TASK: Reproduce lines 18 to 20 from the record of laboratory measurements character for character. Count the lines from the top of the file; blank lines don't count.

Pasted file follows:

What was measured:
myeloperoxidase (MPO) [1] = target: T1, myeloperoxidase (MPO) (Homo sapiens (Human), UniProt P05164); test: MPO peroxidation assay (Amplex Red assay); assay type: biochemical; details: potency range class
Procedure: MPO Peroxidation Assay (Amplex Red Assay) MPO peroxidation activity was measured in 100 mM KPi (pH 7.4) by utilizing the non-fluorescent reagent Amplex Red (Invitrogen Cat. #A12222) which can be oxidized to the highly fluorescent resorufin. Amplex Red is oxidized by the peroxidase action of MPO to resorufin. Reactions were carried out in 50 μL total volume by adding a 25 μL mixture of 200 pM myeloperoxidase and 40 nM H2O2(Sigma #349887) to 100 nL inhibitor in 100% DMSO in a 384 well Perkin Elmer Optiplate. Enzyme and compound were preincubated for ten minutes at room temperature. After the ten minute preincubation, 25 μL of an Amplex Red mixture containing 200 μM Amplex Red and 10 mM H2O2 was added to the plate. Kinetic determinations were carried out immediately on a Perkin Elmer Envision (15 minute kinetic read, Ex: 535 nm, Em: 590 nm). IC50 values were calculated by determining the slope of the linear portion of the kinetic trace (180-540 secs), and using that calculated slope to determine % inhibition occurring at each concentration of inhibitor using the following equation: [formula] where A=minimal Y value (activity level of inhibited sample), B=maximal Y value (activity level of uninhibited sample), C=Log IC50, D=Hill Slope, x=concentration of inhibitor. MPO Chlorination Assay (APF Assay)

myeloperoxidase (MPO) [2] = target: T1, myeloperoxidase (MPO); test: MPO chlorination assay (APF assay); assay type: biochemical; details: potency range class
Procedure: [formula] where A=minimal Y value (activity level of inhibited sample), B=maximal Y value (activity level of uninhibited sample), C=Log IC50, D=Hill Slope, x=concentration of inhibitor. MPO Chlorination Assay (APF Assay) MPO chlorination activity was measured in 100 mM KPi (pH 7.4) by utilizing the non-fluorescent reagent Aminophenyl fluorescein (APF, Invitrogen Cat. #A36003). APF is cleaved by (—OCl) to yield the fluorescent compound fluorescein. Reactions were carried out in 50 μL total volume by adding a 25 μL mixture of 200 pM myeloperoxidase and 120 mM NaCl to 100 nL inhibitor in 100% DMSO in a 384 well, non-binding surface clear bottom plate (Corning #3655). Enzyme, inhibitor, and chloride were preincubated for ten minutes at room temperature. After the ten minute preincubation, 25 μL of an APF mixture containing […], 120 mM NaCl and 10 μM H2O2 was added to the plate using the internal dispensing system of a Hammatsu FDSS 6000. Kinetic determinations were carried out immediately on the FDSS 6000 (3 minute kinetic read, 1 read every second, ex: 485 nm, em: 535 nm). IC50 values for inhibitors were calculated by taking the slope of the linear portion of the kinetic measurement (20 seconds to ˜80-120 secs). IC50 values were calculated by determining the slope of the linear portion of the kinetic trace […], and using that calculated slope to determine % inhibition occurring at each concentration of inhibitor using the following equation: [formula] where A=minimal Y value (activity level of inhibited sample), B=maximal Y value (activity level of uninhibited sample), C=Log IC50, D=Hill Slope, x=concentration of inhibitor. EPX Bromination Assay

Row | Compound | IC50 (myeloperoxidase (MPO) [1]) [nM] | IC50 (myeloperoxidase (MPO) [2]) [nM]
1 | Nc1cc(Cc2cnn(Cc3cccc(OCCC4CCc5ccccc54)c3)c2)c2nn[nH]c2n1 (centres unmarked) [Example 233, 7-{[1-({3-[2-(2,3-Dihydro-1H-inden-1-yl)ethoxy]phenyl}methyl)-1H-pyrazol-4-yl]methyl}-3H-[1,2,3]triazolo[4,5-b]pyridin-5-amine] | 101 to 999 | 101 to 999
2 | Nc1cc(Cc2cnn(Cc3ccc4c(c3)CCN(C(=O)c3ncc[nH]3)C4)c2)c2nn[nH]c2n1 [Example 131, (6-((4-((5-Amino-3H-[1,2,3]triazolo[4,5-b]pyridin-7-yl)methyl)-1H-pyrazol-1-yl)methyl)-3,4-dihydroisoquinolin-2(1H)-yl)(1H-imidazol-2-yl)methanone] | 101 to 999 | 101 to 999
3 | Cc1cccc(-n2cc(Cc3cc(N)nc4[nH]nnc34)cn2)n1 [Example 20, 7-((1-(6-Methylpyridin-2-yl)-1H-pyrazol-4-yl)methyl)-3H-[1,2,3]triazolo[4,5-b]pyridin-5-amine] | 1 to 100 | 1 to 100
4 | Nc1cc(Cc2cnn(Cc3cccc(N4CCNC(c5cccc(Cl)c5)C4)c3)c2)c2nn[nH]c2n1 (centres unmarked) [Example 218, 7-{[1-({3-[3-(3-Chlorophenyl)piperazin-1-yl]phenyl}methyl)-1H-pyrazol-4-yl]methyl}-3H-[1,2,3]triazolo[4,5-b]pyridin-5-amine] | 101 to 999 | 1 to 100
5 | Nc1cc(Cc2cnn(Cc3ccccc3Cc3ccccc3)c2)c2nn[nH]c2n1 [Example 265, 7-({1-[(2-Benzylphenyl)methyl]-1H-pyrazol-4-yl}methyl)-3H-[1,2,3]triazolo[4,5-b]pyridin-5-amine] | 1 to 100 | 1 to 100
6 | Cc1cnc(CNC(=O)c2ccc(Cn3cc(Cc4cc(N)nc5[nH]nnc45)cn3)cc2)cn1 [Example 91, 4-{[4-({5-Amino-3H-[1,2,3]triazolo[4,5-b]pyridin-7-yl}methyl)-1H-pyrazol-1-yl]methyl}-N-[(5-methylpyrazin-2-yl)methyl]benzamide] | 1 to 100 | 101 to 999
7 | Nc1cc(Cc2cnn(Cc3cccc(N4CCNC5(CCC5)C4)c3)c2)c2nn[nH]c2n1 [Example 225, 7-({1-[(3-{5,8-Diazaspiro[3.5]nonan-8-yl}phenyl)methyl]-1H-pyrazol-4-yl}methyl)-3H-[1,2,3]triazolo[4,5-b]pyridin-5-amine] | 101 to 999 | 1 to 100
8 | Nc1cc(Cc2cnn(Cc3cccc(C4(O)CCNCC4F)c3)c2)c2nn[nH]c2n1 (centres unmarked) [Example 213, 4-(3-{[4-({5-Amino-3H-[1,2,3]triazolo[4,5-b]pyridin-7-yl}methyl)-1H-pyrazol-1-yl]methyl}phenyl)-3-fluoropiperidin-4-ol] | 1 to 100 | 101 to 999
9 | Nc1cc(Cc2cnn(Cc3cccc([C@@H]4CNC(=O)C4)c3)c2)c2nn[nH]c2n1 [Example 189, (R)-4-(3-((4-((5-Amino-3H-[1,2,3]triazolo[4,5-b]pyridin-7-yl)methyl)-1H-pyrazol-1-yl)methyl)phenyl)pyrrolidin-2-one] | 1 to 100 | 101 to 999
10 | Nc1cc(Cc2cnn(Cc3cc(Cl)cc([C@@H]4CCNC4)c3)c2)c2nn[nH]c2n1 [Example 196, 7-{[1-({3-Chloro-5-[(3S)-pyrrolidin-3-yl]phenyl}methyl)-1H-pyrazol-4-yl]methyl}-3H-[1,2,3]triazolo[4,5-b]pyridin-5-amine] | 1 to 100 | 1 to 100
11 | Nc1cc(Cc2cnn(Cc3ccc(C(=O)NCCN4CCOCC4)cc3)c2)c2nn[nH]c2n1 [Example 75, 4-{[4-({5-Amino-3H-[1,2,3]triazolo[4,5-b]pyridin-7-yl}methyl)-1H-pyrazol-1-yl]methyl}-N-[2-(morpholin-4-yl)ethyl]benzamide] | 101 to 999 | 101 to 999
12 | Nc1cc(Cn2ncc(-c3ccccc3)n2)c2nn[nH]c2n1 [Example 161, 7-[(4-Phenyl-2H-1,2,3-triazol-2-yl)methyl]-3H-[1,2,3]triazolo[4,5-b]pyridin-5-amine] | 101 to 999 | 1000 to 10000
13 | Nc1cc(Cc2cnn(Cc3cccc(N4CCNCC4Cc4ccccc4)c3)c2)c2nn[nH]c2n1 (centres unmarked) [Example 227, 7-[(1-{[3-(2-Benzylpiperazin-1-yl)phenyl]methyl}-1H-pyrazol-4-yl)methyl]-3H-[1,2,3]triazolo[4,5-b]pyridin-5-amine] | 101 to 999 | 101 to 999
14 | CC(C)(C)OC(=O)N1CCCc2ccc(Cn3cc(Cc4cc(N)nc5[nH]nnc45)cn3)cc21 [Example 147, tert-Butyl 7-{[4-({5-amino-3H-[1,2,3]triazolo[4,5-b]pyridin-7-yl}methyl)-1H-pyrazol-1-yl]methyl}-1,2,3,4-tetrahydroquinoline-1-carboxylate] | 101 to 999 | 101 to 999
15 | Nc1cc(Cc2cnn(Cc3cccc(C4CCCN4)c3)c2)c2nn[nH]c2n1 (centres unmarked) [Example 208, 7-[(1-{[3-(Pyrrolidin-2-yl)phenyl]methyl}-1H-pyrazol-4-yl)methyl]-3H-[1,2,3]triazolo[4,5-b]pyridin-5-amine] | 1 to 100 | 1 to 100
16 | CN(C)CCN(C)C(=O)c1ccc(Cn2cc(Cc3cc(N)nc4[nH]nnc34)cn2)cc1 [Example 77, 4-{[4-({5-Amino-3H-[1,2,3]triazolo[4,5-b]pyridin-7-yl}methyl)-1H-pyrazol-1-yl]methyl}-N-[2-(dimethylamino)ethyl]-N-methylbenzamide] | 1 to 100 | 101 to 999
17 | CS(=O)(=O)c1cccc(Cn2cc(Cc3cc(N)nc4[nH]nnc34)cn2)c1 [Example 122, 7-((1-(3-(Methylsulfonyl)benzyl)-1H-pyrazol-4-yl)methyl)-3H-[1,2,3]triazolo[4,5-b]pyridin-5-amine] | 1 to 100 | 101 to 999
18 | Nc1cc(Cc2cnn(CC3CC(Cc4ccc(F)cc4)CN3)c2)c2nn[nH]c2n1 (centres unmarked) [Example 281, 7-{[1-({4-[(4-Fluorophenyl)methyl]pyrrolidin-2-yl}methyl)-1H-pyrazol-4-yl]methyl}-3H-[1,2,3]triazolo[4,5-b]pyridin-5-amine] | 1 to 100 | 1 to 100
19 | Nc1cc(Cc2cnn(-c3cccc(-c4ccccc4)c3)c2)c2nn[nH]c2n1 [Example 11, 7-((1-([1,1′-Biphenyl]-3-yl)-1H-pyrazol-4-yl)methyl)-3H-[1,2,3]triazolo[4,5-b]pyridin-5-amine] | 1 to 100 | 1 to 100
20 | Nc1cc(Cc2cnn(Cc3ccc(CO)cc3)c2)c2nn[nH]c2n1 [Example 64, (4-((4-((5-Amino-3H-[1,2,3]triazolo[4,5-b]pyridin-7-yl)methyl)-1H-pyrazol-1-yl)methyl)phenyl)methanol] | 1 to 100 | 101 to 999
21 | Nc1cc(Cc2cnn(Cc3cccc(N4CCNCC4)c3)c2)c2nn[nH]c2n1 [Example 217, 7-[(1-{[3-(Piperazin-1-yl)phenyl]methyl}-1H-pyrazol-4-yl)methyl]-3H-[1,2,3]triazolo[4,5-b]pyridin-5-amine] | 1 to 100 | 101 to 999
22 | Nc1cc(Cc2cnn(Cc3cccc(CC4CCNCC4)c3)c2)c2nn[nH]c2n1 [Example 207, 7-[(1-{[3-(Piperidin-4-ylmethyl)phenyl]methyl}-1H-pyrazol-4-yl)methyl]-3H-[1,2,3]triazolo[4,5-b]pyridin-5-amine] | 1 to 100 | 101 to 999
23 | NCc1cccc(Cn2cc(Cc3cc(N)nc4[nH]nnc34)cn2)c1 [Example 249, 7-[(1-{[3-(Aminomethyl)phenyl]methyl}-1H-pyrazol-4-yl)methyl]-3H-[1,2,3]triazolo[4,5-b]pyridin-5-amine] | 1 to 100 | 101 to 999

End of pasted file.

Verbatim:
12 | Nc1cc(Cn2ncc(-c3ccccc3)n2)c2nn[nH]c2n1 [Example 161, 7-[(4-Phenyl-2H-1,2,3-triazol-2-yl)methyl]-3H-[1,2,3]triazolo[4,5-b]pyridin-5-amine] | 101 to 999 | 1000 to 10000
13 | Nc1cc(Cc2cnn(Cc3cccc(N4CCNCC4Cc4ccccc4)c3)c2)c2nn[nH]c2n1 (centres unmarked) [Example 227, 7-[(1-{[3-(2-Benzylpiperazin-1-yl)phenyl]methyl}-1H-pyrazol-4-yl)methyl]-3H-[1,2,3]triazolo[4,5-b]pyridin-5-amine] | 101 to 999 | 101 to 999
14 | CC(C)(C)OC(=O)N1CCCc2ccc(Cn3cc(Cc4cc(N)nc5[nH]nnc45)cn3)cc21 [Example 147, tert-Butyl 7-{[4-({5-amino-3H-[1,2,3]triazolo[4,5-b]pyridin-7-yl}methyl)-1H-pyrazol-1-yl]methyl}-1,2,3,4-tetrahydroquinoline-1-carboxylate] | 101 to 999 | 101 to 999